Early Wednesday morning last week, a person or group took The Link off its stands from around the Concordia campus. An extremely stupid act, but nonetheless, an odious crime against the freedom of the press. The person or group responsible for disposing of the papers should be held accountable for this despicable action.
While anyone has yet to be charged with the theft, The Link told The Gazette they suspect the papers were removed because an article on former Chief Electoral Officer Beisan Zubi “ruffled some feathers.”
All signs point to it having been a partisan act on behalf of a slate. Within the context of this year’s contentious elections, it certainly seems plausible that a curmudgeon would have clandestinely unloaded Links in a dumpster somewhere. One can only wonder why.
UNITY executives have condemned the act and say they had nothing to do with it. But, let’s be honest, obviously someone thought they were doing UNITY a favour by getting rid of those papers.
Perhaps it’s because last week’s Link news coverage exhibited heavy anti-UNITY overtones. This bias is nothing new. Last year, they exhibited heavy, anti-Experience overtones. And the year before that. well you get the point.
The Link has demonstrated time and time again that it holds a reckless disregard for journalistic integrity.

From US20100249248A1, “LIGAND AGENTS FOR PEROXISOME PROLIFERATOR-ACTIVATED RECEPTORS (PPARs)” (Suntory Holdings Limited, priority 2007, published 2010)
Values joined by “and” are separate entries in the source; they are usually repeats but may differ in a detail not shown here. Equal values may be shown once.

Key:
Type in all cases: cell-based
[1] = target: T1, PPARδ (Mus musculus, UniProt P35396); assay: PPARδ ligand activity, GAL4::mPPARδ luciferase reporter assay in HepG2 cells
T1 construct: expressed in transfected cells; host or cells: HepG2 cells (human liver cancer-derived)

Let’s start with the Beisan Zubi piece. Zubi’s political affiliations at the time (she had been running with the IMPACT slate) should have raised suspicions among The Link‘s staff over her motives for “going public.”
In detailing Zubi’s witness account, The Link omitted crucial details of her firing. One of the reasons given by the CSU for her dismissal was “lack of honesty.” Could that at all affect her credibility? A little? Maybe?
An excerpt of the piece:
“Zubi said she met with Council Chair Steven Rosenshein at Mesa 14, on Bishop Street [.] She said Rosenshein ate empanadas [.] Rosenshein said this meeting never happened […] He also mentioned that he didn’t know what empanadas are.”
The problem is Mesa 14 doesn’t serve empanadas. So it’s obviously not true that Rosenshein had empanadas. The Link either dropped the ball somewhere or ran the story without verifying Zubi’s claims. One has to wonder, what else has slipped through the fact-checking cracks?
Basic journalism ethics dictate that reporters investigate claims before an article goes to print.
The Zubi story is not an isolated incident. On Oct. 17 last year, The Link printed a page and a half “tell-all” interview with Taylor Noakes. Noakes is, as many know, a disgruntled ex-CSU employee.
In the article, Noakes accused the Concordia administration of helping the Experience slate win the elections. One piece of “evidence” he offered was an ad in this year’s student agenda. Noakes stated the Concordia Bookstore had taken out an ad in which the administration had inserted a subliminal message.
“TN: It’s got a picture of some bananas, it says ‘you picked the right bunch.’ Again it’s all back door shenanigans. Reinforcing this idea, you know, “Boy, it’s a good thing you chose the right group, cause otherwise you wouldn’t imagine the shit that would be going down.”
Except of course, that this idea was a figment of Noakes’s imagination. And one that proved totally false. See a letter sent to The Link soon after:
“This campaign was launched by the Canadian Campus Retail Associates, of which the Concordia Bookstore is a member. This was a national campaign adopted by numerous schools across Canada; including Queen’s campus stores, University of Calgary, University of Alberta and McMaster University, to name a few.